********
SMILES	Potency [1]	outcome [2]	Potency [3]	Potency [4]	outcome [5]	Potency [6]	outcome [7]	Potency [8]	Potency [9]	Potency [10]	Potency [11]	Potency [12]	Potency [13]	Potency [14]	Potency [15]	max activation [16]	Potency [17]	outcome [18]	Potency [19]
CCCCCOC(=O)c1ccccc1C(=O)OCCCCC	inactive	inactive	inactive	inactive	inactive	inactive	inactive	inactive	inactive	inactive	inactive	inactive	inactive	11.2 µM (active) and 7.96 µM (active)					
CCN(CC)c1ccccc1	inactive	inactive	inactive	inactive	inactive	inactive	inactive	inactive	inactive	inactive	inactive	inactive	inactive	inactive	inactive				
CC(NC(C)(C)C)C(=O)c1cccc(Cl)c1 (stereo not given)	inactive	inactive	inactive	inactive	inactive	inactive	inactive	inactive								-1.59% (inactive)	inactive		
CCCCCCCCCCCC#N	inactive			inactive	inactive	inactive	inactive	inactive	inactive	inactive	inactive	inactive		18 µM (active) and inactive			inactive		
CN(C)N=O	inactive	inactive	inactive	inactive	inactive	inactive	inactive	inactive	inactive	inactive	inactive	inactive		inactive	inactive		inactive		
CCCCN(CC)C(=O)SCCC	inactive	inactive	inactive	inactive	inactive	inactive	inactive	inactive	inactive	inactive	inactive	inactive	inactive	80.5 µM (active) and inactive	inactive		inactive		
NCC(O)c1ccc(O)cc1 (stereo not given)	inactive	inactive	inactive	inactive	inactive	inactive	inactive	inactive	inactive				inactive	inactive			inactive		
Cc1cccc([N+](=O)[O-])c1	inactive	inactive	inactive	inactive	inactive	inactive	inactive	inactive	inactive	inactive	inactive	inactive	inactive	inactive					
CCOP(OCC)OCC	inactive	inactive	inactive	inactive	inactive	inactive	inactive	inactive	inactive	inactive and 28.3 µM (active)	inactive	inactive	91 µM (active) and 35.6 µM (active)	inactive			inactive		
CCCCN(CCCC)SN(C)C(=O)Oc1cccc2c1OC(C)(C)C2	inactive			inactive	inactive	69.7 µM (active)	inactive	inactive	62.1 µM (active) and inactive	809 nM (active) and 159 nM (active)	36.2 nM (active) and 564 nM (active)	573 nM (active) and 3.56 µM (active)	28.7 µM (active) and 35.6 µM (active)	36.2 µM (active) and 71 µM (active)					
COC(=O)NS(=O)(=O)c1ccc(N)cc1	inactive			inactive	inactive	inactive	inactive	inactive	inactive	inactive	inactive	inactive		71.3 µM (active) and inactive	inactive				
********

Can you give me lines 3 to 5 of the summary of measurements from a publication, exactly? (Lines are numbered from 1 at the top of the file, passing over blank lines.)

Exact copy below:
CCN(CC)c1ccccc1	inactive	inactive	inactive	inactive	inactive	inactive	inactive	inactive	inactive	inactive	inactive	inactive	inactive	inactive	inactive				
CC(NC(C)(C)C)C(=O)c1cccc(Cl)c1 (stereo not given)	inactive	inactive	inactive	inactive	inactive	inactive	inactive	inactive								-1.59% (inactive)	inactive		
CCCCCCCCCCCC#N	inactive			inactive	inactive	inactive	inactive	inactive	inactive	inactive	inactive	inactive		18 µM (active) and inactive			inactive		